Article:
Apologies, it’s deadline time and I can’t post. The pressure should lift in a day or two.

For your amusement: Chinese brands.

The Discussion: 8 Comments

Given the number of small business managed by Chinese immigrants abroad, usually small shops but also restaurants, hairdressers, etc.. I wonder if it will be a smart move to use them to promote Chinese brands and products (not outsourced from foreign companies)

Around where I live I can count almost ten Chinese business… at least visible from the street.

Maybe a good idea would be a govt program which would require some quality and design standards for these showcases business and a selection of brands to promote. Also programs to help small business owners abroad to promote image, product quality, promotion and design.
Maybe set up some showcase boutiques in specific business areas.

Most of the business Chinese migrants open here, at least what people can see on the streets, are small pop and mom shops which mostly offer cheap products, from food and beverages to ultra cheap (and sometimes ureliable) chinese made trinkets.

But some business have manage already to get into main business streets, and sell higher and somewhat fashionable products, but most if not all still lack in good shop design, business promotion and total lack of recognizable brands (or promotion of them)

It would be not much different from what companies like Zara or H&M do when they take care about design, shop location and product placements on their shops, and also design and quality of the clothes they sold. Only that in this case it would be applied not only to fashion.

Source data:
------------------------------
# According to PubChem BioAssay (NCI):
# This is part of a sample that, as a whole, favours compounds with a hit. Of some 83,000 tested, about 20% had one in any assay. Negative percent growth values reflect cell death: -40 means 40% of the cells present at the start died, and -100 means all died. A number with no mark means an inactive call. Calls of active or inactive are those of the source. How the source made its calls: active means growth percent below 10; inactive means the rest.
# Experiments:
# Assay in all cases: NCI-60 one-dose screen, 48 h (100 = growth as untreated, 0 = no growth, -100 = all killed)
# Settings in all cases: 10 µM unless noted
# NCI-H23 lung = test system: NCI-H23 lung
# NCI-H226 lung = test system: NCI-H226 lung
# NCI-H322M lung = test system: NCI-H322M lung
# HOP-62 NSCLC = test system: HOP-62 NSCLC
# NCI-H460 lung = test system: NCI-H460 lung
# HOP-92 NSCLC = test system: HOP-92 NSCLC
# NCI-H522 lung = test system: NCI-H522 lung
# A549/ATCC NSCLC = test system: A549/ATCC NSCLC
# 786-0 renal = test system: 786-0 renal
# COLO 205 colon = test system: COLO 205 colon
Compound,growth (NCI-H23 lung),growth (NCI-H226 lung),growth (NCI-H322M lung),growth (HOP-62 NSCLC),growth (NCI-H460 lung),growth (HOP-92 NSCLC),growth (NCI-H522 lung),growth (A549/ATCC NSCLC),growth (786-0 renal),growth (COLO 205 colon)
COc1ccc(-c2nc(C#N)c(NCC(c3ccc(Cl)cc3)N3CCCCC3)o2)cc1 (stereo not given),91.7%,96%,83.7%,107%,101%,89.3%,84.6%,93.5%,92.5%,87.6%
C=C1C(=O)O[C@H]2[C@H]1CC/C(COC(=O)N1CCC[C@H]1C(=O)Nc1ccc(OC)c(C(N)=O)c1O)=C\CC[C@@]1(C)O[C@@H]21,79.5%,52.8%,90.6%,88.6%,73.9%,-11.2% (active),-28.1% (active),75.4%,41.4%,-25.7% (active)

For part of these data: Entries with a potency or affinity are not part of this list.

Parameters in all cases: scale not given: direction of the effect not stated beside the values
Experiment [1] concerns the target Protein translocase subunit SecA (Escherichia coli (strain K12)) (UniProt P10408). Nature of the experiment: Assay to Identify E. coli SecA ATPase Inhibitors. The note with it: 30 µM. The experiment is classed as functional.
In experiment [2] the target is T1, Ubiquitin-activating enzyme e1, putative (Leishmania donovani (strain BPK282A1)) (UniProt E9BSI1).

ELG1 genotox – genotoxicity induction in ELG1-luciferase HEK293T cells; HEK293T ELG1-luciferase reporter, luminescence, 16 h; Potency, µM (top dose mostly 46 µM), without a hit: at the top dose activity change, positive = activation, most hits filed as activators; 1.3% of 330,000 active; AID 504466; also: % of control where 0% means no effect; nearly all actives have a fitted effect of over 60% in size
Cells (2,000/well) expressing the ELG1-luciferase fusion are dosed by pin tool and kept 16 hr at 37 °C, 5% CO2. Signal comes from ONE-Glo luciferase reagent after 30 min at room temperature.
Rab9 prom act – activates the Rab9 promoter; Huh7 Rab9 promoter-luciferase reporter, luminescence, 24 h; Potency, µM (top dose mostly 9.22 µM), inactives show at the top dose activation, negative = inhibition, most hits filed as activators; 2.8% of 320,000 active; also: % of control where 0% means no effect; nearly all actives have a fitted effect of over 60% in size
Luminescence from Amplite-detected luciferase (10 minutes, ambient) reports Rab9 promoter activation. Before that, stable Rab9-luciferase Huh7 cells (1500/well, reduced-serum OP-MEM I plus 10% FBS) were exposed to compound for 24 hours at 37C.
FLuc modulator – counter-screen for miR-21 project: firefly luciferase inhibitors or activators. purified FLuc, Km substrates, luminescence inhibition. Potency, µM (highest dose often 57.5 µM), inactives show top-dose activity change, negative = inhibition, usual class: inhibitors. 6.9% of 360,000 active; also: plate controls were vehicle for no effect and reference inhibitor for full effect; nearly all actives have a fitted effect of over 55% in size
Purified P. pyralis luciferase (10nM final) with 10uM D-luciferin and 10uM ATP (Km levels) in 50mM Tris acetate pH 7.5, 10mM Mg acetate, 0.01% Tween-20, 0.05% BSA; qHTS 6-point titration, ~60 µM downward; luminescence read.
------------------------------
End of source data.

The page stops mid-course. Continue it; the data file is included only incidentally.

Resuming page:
For example. In restaurants promotion of Chinese beverages and food brands. In hairdressers shops promotion of chines beauty products and fashion, in jewelery and costume jewelery promotion of Chinese designers, etc.

Change the quality awareness of Chinese made products would be an uphill battle to begin with, but a good designed program could do much to change that perception and make a wide range of Chinese brands better known abroad.

Still there is the problem of customer perception due to the political system… it really sets an upper limit on high branded Chinese products can go.
A fashionable customer can buy a Luis Vuitton/Channel/Rolex item (even if it was really made in China) or a Mercedes/Opel/Masseratti but an equivalent product from Chinese brand……

There is a limit on how high Chinese brands can go now, especially in high status products… due to the perception of the political sytem. The CCP tax I call it.

February 2, 2010 @ 2:09 pm | Comment

Aside from what ecodelta said, I am not sure where the author is trying to go with this piece. Granted, Chinese brands will eventually make some headway. But aside from the example of Li Ning, which, according to the author’s count, has established one outlet in the US (big whoop), all of the examples he cites are domestic. So you say that Chinese brands market themselves domestically? Now that’s a no-brainer!

Furthermore, he takes the intentions of Chinese brands to enter a foreign market as evidence that most of those brands actually will enter a foreign market and be successful.

And he brings up the Marks and Spencer example, thereby confusing his message. I know that Western brands have had troubles competing in China before. But couldn’t we then say that Chinese brands, with less experience marketing to Americans, would have more trouble at this stage at successfully carrying out that marketing, and therefore potentially suffer Marks and Spencer’s fate at a higher rate? This example may actually undercut his assertion that US consumers will be seeing a flood of Chinese brands in the near future.

I kind of know what he is getting at, but his logic is all wrong. He should be focusing more on the preparations to attract Western consumers — the sort of thing that would be important for making an argument that Chinese can carry out successful INTERNATIONAL branding. Interestingly enough, he overlooks two of the biggest success stories or potential success stories: Haier and Geely.

February 2, 2010 @ 5:06 pm | Comment